THE growers behind this initiative are part of an organisation called GOSH (Garden and Open Spaces Hull), a collective of local growers who are committed to making Hull a happier and healthier place.
Although their focus is wide (ranging from rewilding to improving public health, to solving food shortages), they have one main goal: community-led open space management.
GOSH member Kate MacDonald explains the importance of collective, community-based action, citing bureaucracy and stilted communication between the residents and the council as the main reasons for inaction.
This statement is closely aligned with the group’s motto ‘Solidarity not Charity’, which seeks to present these issues as the responsibility of all human beings, rather than just a charitable few.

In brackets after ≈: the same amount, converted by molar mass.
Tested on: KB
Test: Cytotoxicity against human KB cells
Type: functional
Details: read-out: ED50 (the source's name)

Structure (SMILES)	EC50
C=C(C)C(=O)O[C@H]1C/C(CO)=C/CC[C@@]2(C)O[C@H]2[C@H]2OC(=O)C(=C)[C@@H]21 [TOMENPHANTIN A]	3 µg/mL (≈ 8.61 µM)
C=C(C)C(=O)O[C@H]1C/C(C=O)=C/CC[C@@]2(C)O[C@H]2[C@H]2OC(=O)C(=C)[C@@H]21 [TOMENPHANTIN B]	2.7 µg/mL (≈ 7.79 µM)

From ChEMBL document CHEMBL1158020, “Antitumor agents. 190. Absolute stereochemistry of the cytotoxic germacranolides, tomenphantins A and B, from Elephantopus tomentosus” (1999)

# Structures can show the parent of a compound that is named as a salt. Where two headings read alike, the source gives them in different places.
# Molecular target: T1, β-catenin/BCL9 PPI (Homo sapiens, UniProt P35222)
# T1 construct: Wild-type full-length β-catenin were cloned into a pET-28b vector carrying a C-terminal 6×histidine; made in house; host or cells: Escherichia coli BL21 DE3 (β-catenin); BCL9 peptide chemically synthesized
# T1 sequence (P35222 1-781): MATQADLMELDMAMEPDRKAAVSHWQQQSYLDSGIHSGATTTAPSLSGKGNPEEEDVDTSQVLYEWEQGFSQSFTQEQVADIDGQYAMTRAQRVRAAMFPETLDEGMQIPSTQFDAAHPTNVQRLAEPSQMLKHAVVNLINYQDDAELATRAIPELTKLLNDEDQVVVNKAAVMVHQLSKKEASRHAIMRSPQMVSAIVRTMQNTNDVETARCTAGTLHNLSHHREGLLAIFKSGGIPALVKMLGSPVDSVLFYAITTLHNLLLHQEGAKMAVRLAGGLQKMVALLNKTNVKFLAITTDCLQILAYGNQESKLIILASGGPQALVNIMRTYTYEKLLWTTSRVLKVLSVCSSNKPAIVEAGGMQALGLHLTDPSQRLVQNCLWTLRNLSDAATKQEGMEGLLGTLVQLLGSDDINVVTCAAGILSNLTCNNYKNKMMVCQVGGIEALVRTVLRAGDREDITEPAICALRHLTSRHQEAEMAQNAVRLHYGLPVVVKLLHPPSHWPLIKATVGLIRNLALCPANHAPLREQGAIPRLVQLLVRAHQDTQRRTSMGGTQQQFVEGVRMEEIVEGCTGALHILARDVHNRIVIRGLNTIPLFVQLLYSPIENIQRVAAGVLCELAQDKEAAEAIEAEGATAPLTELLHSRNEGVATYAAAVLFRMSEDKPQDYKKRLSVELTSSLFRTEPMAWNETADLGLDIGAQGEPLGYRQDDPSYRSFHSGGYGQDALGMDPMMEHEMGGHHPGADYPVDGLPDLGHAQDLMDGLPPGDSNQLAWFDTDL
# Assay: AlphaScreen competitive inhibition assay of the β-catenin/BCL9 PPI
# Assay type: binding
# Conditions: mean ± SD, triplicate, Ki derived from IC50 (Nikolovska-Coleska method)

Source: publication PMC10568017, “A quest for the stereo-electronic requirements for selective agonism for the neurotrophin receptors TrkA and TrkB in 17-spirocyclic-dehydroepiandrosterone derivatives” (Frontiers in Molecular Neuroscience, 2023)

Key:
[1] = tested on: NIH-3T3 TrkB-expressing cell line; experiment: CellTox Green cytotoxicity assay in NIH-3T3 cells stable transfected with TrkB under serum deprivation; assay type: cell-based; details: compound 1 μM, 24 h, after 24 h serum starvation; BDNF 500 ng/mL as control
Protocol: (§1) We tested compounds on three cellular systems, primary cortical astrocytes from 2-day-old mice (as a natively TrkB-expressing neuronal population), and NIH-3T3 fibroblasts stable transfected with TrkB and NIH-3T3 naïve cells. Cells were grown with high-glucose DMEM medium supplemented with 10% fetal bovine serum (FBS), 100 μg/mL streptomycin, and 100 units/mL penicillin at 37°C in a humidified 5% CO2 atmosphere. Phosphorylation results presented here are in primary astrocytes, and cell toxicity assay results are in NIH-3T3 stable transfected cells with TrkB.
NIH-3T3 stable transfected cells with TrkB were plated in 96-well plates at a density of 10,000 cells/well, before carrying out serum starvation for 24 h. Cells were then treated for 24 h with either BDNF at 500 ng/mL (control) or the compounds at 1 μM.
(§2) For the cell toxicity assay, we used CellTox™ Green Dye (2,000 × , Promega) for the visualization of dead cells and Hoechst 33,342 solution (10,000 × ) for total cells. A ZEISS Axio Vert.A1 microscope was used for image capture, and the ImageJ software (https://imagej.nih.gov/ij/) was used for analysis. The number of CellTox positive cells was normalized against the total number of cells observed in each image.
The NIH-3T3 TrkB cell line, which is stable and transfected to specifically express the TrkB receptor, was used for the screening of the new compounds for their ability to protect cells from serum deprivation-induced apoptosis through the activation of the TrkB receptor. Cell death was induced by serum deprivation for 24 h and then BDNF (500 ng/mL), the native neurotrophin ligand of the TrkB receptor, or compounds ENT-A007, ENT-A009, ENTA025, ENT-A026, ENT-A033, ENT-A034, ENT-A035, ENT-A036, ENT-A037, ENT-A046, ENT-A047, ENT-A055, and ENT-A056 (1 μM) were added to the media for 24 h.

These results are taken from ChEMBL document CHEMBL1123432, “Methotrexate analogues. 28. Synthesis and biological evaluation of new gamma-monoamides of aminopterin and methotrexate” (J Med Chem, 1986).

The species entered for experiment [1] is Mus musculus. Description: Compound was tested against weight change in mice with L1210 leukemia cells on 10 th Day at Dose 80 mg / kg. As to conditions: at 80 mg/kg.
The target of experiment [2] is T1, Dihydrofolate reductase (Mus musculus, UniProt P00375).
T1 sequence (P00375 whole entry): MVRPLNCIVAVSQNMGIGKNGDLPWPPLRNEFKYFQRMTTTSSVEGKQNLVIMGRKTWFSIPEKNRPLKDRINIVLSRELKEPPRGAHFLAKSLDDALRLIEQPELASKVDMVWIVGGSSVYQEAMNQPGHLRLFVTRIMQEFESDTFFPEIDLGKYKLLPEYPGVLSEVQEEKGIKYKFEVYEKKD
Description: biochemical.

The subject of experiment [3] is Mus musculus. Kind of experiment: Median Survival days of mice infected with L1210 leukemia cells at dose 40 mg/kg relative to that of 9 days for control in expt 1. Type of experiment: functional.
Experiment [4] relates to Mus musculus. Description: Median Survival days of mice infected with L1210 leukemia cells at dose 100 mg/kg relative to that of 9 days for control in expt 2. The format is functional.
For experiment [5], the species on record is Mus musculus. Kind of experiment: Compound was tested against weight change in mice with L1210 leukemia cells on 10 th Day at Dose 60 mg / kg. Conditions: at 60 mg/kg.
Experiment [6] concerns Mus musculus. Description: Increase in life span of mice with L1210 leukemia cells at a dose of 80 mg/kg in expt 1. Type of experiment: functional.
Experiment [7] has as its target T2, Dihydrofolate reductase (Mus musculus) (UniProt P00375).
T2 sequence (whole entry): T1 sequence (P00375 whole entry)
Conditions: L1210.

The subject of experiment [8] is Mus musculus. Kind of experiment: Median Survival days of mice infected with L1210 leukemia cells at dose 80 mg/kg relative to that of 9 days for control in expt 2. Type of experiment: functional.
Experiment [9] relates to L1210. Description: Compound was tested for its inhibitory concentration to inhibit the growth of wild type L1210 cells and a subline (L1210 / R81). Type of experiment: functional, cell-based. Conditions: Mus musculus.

“The pandemic showed us how fragile our systems are, and as a city, we’re facing the devastating consequences of covid, Brexit and climate change.
We need to work together to ensure we all have access to fresh, healthy food and the means to grow it ourselves,” explains Elizabeth Heywood, a member of the ecological group The Green Corridor.
A far cry from the stockpiling of chickpeas and pasta, which occurred before lockdown, GOSH champions healthy, altruistic and sustainable methods of preventing food shortages. Be it through collective gardening or sharing that extra cabbage with your neighbour, GOSH encourages mutual support groups, in which communities and neighbours look out for each other.
This community-driven campaign is what the world is missing right now, food banks would see a lot fewer visitors if we all helped our neighbours a little more and had access to environments in which we could grow our own produce.
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